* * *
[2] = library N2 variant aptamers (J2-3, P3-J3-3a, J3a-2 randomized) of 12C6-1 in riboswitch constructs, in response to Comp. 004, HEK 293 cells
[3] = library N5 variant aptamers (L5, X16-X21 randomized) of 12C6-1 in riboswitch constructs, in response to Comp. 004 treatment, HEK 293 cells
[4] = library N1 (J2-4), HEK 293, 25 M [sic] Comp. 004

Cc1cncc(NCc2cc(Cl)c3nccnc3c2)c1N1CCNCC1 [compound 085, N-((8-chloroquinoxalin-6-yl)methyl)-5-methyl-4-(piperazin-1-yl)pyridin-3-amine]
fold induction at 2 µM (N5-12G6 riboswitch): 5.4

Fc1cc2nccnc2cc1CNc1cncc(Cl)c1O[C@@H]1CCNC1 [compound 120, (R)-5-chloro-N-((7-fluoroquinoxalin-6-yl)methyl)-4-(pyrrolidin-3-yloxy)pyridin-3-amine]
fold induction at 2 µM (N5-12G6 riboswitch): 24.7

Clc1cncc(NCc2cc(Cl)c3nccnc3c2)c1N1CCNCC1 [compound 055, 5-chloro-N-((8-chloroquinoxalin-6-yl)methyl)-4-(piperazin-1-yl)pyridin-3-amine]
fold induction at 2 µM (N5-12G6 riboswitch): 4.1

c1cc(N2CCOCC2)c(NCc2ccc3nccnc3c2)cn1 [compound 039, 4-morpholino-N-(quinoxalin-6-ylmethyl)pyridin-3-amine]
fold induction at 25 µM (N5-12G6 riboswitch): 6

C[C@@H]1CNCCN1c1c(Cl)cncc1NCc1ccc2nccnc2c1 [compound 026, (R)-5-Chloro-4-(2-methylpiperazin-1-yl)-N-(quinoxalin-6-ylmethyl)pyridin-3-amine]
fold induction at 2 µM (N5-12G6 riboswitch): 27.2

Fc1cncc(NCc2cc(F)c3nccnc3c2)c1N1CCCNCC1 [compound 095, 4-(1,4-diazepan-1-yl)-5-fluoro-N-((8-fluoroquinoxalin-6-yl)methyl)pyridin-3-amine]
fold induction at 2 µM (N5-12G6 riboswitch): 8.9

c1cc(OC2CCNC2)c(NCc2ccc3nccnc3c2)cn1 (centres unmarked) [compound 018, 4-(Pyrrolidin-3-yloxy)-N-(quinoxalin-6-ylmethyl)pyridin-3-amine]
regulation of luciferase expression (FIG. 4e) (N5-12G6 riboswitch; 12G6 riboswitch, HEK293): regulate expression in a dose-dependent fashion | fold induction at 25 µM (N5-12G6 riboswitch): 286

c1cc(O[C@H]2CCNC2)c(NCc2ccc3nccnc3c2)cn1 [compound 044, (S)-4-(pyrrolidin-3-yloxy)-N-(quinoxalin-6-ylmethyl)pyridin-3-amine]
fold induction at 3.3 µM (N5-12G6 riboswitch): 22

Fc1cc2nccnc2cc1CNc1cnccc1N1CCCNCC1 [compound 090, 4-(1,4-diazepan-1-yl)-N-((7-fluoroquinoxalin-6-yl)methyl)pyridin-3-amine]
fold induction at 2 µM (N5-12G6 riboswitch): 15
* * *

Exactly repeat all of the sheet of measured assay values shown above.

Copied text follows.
[2] = library N2 variant aptamers (J2-3, P3-J3-3a, J3a-2 randomized) of 12C6-1 in riboswitch constructs, in response to Comp. 004, HEK 293 cells
[3] = library N5 variant aptamers (L5, X16-X21 randomized) of 12C6-1 in riboswitch constructs, in response to Comp. 004 treatment, HEK 293 cells
[4] = library N1 (J2-4), HEK 293, 25 M [sic] Comp. 004

Cc1cncc(NCc2cc(Cl)c3nccnc3c2)c1N1CCNCC1 [compound 085, N-((8-chloroquinoxalin-6-yl)methyl)-5-methyl-4-(piperazin-1-yl)pyridin-3-amine]
fold induction at 2 µM (N5-12G6 riboswitch): 5.4

Fc1cc2nccnc2cc1CNc1cncc(Cl)c1O[C@@H]1CCNC1 [compound 120, (R)-5-chloro-N-((7-fluoroquinoxalin-6-yl)methyl)-4-(pyrrolidin-3-yloxy)pyridin-3-amine]
fold induction at 2 µM (N5-12G6 riboswitch): 24.7

Clc1cncc(NCc2cc(Cl)c3nccnc3c2)c1N1CCNCC1 [compound 055, 5-chloro-N-((8-chloroquinoxalin-6-yl)methyl)-4-(piperazin-1-yl)pyridin-3-amine]
fold induction at 2 µM (N5-12G6 riboswitch): 4.1

c1cc(N2CCOCC2)c(NCc2ccc3nccnc3c2)cn1 [compound 039, 4-morpholino-N-(quinoxalin-6-ylmethyl)pyridin-3-amine]
fold induction at 25 µM (N5-12G6 riboswitch): 6

C[C@@H]1CNCCN1c1c(Cl)cncc1NCc1ccc2nccnc2c1 [compound 026, (R)-5-Chloro-4-(2-methylpiperazin-1-yl)-N-(quinoxalin-6-ylmethyl)pyridin-3-amine]
fold induction at 2 µM (N5-12G6 riboswitch): 27.2

Fc1cncc(NCc2cc(F)c3nccnc3c2)c1N1CCCNCC1 [compound 095, 4-(1,4-diazepan-1-yl)-5-fluoro-N-((8-fluoroquinoxalin-6-yl)methyl)pyridin-3-amine]
fold induction at 2 µM (N5-12G6 riboswitch): 8.9

c1cc(OC2CCNC2)c(NCc2ccc3nccnc3c2)cn1 (centres unmarked) [compound 018, 4-(Pyrrolidin-3-yloxy)-N-(quinoxalin-6-ylmethyl)pyridin-3-amine]
regulation of luciferase expression (FIG. 4e) (N5-12G6 riboswitch; 12G6 riboswitch, HEK293): regulate expression in a dose-dependent fashion | fold induction at 25 µM (N5-12G6 riboswitch): 286

c1cc(O[C@H]2CCNC2)c(NCc2ccc3nccnc3c2)cn1 [compound 044, (S)-4-(pyrrolidin-3-yloxy)-N-(quinoxalin-6-ylmethyl)pyridin-3-amine]
fold induction at 3.3 µM (N5-12G6 riboswitch): 22

Fc1cc2nccnc2cc1CNc1cnccc1N1CCCNCC1 [compound 090, 4-(1,4-diazepan-1-yl)-N-((7-fluoroquinoxalin-6-yl)methyl)pyridin-3-amine]
fold induction at 2 µM (N5-12G6 riboswitch): 15